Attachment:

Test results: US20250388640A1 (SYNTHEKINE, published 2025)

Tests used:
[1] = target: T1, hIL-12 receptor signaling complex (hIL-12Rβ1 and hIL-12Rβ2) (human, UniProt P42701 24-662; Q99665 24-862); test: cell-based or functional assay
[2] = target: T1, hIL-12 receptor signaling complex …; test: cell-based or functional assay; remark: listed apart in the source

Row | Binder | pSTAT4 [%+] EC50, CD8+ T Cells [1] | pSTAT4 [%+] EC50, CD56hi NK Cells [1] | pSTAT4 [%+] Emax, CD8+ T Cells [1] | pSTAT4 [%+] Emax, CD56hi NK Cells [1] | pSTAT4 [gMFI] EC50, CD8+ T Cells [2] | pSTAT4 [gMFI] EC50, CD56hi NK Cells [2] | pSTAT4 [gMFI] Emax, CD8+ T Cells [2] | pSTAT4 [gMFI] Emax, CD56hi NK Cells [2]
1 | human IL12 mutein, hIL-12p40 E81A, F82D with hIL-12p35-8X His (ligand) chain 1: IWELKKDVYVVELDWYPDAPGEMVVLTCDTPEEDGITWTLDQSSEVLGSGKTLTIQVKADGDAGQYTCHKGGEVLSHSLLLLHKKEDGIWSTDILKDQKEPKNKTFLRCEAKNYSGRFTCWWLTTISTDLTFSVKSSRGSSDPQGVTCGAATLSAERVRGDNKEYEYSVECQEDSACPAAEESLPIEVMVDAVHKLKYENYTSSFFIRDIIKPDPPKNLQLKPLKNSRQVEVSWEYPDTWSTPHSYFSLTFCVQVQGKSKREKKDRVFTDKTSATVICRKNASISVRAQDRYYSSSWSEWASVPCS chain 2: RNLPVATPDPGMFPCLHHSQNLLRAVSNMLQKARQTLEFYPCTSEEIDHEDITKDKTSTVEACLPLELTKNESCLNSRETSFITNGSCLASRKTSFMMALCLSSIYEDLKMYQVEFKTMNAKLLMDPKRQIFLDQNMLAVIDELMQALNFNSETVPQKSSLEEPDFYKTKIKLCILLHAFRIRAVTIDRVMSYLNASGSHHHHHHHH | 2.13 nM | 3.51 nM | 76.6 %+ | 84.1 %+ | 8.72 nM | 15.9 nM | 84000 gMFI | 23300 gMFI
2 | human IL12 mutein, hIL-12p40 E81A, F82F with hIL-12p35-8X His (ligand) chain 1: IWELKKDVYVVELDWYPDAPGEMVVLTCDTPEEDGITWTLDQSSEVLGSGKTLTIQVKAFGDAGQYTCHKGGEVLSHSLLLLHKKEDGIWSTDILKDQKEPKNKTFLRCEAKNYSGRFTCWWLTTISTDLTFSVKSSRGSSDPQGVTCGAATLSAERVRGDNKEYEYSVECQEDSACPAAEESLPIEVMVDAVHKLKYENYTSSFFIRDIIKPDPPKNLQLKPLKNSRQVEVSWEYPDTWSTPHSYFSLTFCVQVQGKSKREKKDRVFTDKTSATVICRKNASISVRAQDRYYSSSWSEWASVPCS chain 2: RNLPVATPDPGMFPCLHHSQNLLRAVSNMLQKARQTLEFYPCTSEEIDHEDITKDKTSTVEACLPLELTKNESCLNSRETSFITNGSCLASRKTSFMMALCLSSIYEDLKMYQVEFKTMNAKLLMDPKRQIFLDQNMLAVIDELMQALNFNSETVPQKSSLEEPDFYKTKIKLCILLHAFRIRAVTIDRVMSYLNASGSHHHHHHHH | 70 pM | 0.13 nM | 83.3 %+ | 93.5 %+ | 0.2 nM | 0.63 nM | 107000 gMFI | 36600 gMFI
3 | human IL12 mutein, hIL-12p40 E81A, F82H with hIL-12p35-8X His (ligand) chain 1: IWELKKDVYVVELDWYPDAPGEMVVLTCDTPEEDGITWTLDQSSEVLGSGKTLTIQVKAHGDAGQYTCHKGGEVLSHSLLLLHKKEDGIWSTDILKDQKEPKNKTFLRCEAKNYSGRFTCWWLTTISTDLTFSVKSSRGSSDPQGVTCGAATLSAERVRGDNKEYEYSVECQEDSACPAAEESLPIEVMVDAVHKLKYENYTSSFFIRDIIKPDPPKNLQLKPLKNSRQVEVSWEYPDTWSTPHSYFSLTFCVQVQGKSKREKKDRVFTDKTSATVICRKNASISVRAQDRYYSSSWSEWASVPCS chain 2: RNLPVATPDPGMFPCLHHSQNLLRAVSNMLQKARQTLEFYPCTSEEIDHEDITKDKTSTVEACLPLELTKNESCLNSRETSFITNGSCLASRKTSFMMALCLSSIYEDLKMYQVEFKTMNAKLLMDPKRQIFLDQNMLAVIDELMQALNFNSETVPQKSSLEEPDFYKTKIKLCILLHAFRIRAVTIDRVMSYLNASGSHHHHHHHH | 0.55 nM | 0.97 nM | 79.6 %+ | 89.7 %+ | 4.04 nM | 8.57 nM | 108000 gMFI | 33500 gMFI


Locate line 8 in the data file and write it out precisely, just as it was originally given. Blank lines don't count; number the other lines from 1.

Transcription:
3 | human IL12 mutein, hIL-12p40 E81A, F82H with hIL-12p35-8X His (ligand) chain 1: IWELKKDVYVVELDWYPDAPGEMVVLTCDTPEEDGITWTLDQSSEVLGSGKTLTIQVKAHGDAGQYTCHKGGEVLSHSLLLLHKKEDGIWSTDILKDQKEPKNKTFLRCEAKNYSGRFTCWWLTTISTDLTFSVKSSRGSSDPQGVTCGAATLSAERVRGDNKEYEYSVECQEDSACPAAEESLPIEVMVDAVHKLKYENYTSSFFIRDIIKPDPPKNLQLKPLKNSRQVEVSWEYPDTWSTPHSYFSLTFCVQVQGKSKREKKDRVFTDKTSATVICRKNASISVRAQDRYYSSSWSEWASVPCS chain 2: RNLPVATPDPGMFPCLHHSQNLLRAVSNMLQKARQTLEFYPCTSEEIDHEDITKDKTSTVEACLPLELTKNESCLNSRETSFITNGSCLASRKTSFMMALCLSSIYEDLKMYQVEFKTMNAKLLMDPKRQIFLDQNMLAVIDELMQALNFNSETVPQKSSLEEPDFYKTKIKLCILLHAFRIRAVTIDRVMSYLNASGSHHHHHHHH | 0.55 nM | 0.97 nM | 79.6 %+ | 89.7 %+ | 4.04 nM | 8.57 nM | 108000 gMFI | 33500 gMFI